About a year ago, a colleague asked me what sort of meals I cook, as a vegetarian. I reeled off a list of typical items on the menu: pasta with mushrooms and cream sauce or ratatouille; pumpkin, fetta and pine-nut pastries; home-made pizzas piled with Mediterranean vegies and cheese; Asian stir-fries; omelettes; Caprese salad; tacos and enchiladas with refried beans, rice and salad; and packet lentil burgers with veggies. My specialty is spanakopita (Greek spinach and fetta pie).

She replied, ‘Sounds great.’

I was affronted by her sarcasm, and bemused when the following day she presented me with The Revive Café Cookbook. Was my cooking really that uninspired?

Little did I know. I started reading and was immediately drawn in by the simple recipes of fresh fruit and vegetables, whole grains and home-made ‘flavour boosters’ (dressings and sauces). The recipes were sugar-free and mostly free of dairy, eggs and gluten. I had never tried a vegan diet: after interviewing Dr Melanie Joy, I switched to a milk alternative, but I couldn’t cope with the idea of giving up cheese and eggs. In fact, I planned most of my meals around different types of cheese.

We all know that books have the power to change lives. Reading fiction, personal transformation can come from putting ourselves in the character’s shoes. Non-fiction can give us glimpses into worlds that inspire us. Self-help books offer step-by-step guides to achieving personal goals. My own experience showed me that cookbooks can provide a recipe for change.

The Revive Café Cookbook was an easy way for me to trial a vegan diet. I treated the book as a training course and for the first time decided to try to cook every recipe in a cookbook. Could I actually achieve that, I wondered? How many times had I flicked through a cookbook thinking, ‘Oo, I’d love to make that one day,’ but had never got around to it, put off by the daunting ingredients list and preparation time?

I started with the easier recipes. As someone who had never really learned to cook, suddenly I was that colleague who always brings delicious-looking lunches to work! My health improved and my skin became firmer and smoother (this is common when transitioning to veganism).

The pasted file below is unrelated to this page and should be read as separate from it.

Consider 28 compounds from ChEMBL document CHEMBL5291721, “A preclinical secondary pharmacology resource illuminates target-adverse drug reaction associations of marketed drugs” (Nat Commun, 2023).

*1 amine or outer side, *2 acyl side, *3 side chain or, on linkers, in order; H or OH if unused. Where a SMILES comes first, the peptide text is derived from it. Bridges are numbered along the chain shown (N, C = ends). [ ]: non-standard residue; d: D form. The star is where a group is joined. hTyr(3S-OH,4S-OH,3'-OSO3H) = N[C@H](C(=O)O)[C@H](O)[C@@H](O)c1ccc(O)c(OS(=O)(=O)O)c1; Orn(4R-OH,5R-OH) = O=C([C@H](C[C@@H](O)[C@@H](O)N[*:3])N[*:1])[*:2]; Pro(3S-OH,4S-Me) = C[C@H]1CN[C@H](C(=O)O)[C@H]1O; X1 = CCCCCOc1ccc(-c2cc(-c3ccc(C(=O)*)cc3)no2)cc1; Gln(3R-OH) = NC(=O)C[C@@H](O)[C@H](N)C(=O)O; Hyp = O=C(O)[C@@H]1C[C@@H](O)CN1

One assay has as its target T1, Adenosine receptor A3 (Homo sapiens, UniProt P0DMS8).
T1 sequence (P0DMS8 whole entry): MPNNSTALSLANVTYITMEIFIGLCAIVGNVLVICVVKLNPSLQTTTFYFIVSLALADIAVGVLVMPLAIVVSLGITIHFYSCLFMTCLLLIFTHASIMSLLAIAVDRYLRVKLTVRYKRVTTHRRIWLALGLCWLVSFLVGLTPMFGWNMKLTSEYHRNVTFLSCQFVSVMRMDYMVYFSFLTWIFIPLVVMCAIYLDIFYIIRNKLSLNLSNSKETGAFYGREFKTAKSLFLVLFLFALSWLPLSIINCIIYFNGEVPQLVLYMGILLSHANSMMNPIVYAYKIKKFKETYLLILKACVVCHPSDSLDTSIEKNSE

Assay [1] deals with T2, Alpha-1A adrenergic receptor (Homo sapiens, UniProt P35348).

Cooking became an adventure. I started shopping at the local market and the co-op, favouring organic produce and choosing recipes for the week based on what was in season. My favourites (which have been a hit with friends and family) are the Scrambled Tofu (the ingenious addition of turmeric makes the tofu look like eggs), the Super Nachos (served topped with a generous dollop of home-made hummus) and the Buckwheat Hotcakes with Cashew and Pear Cream.


At Easter this year I watched That Sugar Film and it reinforced the food philosophy this cookbook has taught me: cutting refined and processed foods from your diet will improve your health and vitality. The film prompted me to review my snack foods (a category cookbooks generally don’t cover). Next time there was a ‘bring-a-plate’ morning tea at work, I made date and almond balls that ticked all the boxes (sugar-free, vegan, gluten-free) and didn’t last long.

A year on, I have cooked my way through the whole book. If someone asked, I’d say I’m a healthy vegetarian who has regular vegan days. I still love cheese and eggs, but I’ve come to see them as treats rather than staple foods, and I don’t feel that I’m missing out.

It’s high time I gave my colleague back the cookbook she lent me. I’m graduating to book 2.

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